What do French endive producers have to do with Brexit?

An antitrust conversation with… Richard Whish QC

Video | May 2017 | 00:07:23

In the context of the French endives cartel case and AG Wahl’s opinion, we highlight the tension between agricultural policy in Europe and its role in competition law. More specifically, we discuss how the case illustrates certain issues that will need to be considered in the UK post-Brexit.

Transcript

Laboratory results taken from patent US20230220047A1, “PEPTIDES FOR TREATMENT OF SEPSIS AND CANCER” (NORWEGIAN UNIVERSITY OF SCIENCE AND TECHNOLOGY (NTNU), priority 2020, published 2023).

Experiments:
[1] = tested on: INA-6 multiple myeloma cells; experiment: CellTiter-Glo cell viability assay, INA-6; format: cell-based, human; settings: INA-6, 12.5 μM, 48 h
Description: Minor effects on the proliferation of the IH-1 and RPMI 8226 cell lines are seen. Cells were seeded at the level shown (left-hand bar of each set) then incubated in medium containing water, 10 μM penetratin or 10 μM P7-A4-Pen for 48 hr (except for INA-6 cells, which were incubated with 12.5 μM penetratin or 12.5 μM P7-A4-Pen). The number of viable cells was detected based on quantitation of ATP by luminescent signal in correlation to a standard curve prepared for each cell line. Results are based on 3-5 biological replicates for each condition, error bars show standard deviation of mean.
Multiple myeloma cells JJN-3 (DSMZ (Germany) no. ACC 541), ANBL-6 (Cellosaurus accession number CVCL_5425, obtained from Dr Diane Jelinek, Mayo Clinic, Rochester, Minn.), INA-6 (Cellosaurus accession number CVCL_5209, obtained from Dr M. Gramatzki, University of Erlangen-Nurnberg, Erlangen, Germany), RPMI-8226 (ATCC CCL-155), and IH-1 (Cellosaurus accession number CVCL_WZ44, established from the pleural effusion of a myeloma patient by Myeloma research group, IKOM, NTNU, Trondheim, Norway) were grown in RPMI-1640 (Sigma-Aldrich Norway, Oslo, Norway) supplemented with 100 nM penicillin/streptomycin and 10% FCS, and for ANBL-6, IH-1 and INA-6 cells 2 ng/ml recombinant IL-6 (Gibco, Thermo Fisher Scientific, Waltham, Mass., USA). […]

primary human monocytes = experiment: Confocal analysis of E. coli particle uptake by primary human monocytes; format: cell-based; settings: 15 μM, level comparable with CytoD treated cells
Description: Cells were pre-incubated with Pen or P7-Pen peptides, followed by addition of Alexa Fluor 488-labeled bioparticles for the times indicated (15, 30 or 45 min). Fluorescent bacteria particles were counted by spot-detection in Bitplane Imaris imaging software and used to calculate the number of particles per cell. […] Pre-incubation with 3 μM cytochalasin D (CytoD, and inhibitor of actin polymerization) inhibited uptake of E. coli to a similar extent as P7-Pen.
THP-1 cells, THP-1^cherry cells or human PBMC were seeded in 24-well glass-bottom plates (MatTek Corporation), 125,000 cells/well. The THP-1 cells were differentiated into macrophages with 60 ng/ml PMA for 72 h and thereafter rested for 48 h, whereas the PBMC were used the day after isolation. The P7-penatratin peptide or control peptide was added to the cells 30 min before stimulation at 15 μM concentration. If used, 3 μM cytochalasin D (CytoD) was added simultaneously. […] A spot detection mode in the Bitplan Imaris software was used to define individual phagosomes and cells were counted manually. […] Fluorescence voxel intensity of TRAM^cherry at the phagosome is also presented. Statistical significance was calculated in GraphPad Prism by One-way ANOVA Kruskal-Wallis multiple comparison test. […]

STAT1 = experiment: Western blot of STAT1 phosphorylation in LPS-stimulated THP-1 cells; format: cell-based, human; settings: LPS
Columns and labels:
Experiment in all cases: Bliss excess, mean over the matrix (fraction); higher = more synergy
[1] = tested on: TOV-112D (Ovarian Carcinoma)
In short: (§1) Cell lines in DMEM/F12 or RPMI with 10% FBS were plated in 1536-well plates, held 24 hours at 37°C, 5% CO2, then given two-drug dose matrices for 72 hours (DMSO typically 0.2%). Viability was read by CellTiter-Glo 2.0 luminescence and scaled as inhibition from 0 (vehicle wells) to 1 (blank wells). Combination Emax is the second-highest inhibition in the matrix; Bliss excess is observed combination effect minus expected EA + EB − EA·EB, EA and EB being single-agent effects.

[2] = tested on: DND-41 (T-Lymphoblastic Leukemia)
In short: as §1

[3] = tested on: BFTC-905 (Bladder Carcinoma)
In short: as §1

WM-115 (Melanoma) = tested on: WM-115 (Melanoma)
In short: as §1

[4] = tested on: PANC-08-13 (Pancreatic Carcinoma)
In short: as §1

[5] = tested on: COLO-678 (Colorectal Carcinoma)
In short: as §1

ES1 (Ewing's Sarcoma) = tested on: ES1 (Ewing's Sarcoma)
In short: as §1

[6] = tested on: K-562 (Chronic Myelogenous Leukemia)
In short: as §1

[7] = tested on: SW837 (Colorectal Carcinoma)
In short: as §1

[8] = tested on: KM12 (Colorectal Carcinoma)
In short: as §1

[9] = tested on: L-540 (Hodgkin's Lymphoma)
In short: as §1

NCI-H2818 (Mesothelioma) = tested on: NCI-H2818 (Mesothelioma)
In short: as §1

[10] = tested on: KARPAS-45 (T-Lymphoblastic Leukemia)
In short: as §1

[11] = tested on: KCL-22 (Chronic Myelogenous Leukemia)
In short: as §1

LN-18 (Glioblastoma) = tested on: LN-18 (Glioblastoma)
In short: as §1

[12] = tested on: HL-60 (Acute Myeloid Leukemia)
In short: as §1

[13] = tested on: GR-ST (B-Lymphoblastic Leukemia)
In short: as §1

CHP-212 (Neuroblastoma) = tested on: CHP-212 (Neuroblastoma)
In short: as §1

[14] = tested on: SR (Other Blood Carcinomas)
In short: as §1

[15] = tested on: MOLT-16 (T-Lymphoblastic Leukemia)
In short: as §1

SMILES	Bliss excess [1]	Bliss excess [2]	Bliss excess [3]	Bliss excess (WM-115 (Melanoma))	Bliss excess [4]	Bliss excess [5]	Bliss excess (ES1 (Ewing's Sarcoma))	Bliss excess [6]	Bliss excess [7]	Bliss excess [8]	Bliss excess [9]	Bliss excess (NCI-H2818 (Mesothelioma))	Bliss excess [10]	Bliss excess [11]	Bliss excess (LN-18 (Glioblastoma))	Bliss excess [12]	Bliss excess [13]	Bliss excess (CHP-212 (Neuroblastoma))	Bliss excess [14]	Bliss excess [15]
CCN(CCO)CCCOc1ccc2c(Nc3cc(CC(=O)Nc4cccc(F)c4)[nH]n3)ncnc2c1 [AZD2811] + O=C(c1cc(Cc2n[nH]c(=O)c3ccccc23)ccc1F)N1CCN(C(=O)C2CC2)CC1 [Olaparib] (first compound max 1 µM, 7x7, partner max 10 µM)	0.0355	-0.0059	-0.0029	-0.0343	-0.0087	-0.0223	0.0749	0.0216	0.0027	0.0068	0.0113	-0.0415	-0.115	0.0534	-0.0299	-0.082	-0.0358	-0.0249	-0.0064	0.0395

Mark Simpson: Richard, I want to discuss with you the French endive case. This is a decision of the French competition authority that was referred to the EU Court of Justice and, very recently, Advocate General Wahl handed down his opinion in the case to guide the Court in its consideration and judgment. The endive is, of course, sometimes referred to as an endive, incorrectly I am told, it’s a Belgium whitloof which is quite popular in salads, and also as I understand it, a winter side-dish in many European countries. It does seem that French producers of endive and associations of producers had in place a series of arrangements which allowed for the setting of minimum prices, the sharing of information concerning prices actually negotiated with retailers and other buyers and such things as provisions for the destruction of crops in years of overproduction. And one of the key purposes of this arrangement seems to be to increase the buying power of producers and to stabilise the market. I think this case aside from the very interesting vegetable was quite interesting because it raises a number of issues. Firstly, what some people sometime see as a tension between agricultural policy in Europe and competition law. Secondly, I wonder if there are any interesting observations in there in terms of information exchange because the arrangements provided for a very developed series of information exchange and many of our clients are always saying that they need to be, and we advise them that they need to be, very careful with information exchange. And, thirdly, whether any points in here that might be of interest in the context of Brexit. Richard, do you want to start with giving us a little bit of context here?